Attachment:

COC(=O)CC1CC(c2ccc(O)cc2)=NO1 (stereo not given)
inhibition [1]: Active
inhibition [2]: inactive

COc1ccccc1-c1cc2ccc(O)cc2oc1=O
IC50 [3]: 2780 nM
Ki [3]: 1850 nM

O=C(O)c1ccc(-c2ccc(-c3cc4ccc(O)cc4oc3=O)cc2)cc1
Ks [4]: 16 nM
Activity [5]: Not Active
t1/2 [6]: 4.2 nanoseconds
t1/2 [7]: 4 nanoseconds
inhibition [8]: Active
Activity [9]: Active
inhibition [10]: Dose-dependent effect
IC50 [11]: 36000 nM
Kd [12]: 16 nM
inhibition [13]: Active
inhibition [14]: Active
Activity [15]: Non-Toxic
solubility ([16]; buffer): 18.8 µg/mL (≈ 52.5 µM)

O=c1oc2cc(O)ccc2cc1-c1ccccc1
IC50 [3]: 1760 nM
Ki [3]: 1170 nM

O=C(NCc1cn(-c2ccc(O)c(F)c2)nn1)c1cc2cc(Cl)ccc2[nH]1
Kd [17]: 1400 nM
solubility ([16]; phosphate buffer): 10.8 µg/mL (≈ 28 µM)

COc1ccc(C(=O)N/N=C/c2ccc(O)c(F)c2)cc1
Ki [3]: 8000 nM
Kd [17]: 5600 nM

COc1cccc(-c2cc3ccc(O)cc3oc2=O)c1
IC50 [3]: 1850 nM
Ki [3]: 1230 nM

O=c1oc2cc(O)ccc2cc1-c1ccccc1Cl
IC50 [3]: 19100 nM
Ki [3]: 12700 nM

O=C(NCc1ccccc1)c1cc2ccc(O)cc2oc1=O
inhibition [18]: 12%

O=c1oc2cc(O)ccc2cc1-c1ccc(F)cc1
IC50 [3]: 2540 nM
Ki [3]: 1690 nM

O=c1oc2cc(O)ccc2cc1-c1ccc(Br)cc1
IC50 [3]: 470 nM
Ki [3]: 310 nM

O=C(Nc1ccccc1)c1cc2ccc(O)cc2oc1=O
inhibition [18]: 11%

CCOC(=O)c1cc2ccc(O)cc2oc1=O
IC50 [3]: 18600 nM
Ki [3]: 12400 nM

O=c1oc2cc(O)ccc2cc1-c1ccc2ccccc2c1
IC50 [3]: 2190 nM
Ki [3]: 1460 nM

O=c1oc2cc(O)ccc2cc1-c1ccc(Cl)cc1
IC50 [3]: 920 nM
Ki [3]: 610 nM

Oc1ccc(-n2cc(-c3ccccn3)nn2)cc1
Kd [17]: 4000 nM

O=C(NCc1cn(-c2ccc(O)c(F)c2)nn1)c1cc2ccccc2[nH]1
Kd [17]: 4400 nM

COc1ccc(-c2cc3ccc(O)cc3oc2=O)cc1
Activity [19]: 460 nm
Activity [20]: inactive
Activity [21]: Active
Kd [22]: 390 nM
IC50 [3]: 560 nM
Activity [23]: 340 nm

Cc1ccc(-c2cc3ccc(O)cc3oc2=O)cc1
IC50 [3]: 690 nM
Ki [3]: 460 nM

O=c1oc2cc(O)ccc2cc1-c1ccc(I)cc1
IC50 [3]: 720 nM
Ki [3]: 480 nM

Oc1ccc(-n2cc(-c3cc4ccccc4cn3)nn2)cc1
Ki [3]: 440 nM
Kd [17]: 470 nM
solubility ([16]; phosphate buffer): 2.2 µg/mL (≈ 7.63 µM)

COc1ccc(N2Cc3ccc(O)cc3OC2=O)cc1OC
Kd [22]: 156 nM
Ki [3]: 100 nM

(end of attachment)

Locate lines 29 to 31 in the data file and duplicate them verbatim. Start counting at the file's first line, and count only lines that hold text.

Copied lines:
Kd [17]: 5600 nM

COc1cccc(-c2cc3ccc(O)cc3oc2=O)c1
IC50 [3]: 1850 nM